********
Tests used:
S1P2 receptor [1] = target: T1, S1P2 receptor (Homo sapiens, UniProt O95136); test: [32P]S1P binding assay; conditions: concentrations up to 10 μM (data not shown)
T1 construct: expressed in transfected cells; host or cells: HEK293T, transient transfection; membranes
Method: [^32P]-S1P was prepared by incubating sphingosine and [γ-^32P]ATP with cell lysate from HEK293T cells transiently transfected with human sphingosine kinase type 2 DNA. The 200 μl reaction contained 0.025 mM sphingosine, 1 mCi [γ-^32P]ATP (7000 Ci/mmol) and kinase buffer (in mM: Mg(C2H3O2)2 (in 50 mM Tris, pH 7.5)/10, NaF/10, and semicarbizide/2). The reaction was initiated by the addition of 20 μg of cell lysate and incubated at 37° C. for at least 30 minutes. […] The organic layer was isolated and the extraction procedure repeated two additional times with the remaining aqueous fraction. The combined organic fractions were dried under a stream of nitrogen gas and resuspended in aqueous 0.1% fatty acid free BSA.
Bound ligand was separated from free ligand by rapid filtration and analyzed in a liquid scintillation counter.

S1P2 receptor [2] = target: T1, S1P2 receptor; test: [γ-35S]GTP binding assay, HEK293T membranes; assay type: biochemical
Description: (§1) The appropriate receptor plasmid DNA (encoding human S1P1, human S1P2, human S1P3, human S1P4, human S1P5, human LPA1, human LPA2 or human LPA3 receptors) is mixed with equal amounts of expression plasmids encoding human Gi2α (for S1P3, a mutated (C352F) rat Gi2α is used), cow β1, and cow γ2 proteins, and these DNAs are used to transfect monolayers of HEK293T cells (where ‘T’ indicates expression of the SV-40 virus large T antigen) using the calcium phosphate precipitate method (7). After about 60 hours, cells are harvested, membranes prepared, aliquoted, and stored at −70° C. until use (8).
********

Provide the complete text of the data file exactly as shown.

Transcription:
Tests used:
S1P2 receptor [1] = target: T1, S1P2 receptor (Homo sapiens, UniProt O95136); test: [32P]S1P binding assay; conditions: concentrations up to 10 μM (data not shown)
T1 construct: expressed in transfected cells; host or cells: HEK293T, transient transfection; membranes
Method: [^32P]-S1P was prepared by incubating sphingosine and [γ-^32P]ATP with cell lysate from HEK293T cells transiently transfected with human sphingosine kinase type 2 DNA. The 200 μl reaction contained 0.025 mM sphingosine, 1 mCi [γ-^32P]ATP (7000 Ci/mmol) and kinase buffer (in mM: Mg(C2H3O2)2 (in 50 mM Tris, pH 7.5)/10, NaF/10, and semicarbizide/2). The reaction was initiated by the addition of 20 μg of cell lysate and incubated at 37° C. for at least 30 minutes. […] The organic layer was isolated and the extraction procedure repeated two additional times with the remaining aqueous fraction. The combined organic fractions were dried under a stream of nitrogen gas and resuspended in aqueous 0.1% fatty acid free BSA.
Bound ligand was separated from free ligand by rapid filtration and analyzed in a liquid scintillation counter.

S1P2 receptor [2] = target: T1, S1P2 receptor; test: [γ-35S]GTP binding assay, HEK293T membranes; assay type: biochemical
Description: (§1) The appropriate receptor plasmid DNA (encoding human S1P1, human S1P2, human S1P3, human S1P4, human S1P5, human LPA1, human LPA2 or human LPA3 receptors) is mixed with equal amounts of expression plasmids encoding human Gi2α (for S1P3, a mutated (C352F) rat Gi2α is used), cow β1, and cow γ2 proteins, and these DNAs are used to transfect monolayers of HEK293T cells (where ‘T’ indicates expression of the SV-40 virus large T antigen) using the calcium phosphate precipitate method (7). After about 60 hours, cells are harvested, membranes prepared, aliquoted, and stored at −70° C. until use (8).